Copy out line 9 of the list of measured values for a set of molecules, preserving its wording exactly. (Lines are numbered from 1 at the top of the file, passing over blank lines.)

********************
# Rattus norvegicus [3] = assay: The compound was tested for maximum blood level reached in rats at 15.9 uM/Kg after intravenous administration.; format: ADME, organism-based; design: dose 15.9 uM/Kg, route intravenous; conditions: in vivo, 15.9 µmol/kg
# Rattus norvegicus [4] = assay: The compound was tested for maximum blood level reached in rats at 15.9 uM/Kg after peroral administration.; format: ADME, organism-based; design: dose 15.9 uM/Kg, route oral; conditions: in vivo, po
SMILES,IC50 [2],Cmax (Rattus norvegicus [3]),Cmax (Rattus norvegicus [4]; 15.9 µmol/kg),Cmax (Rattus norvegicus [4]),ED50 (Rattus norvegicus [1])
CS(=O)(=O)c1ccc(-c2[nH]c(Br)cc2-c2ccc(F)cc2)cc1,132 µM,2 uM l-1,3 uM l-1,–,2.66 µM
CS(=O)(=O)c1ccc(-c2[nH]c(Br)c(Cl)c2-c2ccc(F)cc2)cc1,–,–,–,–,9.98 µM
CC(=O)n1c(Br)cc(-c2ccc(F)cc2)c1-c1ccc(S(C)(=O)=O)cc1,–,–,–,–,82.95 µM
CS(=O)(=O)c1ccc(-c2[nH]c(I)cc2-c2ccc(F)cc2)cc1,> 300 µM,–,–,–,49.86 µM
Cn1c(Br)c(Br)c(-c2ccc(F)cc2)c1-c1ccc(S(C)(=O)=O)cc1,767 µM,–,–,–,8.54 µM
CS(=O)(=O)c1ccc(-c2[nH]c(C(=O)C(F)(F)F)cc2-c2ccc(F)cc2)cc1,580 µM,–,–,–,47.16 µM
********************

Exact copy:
CS(=O)(=O)c1ccc(-c2[nH]c(C(=O)C(F)(F)F)cc2-c2ccc(F)cc2)cc1,580 µM,–,–,–,47.16 µM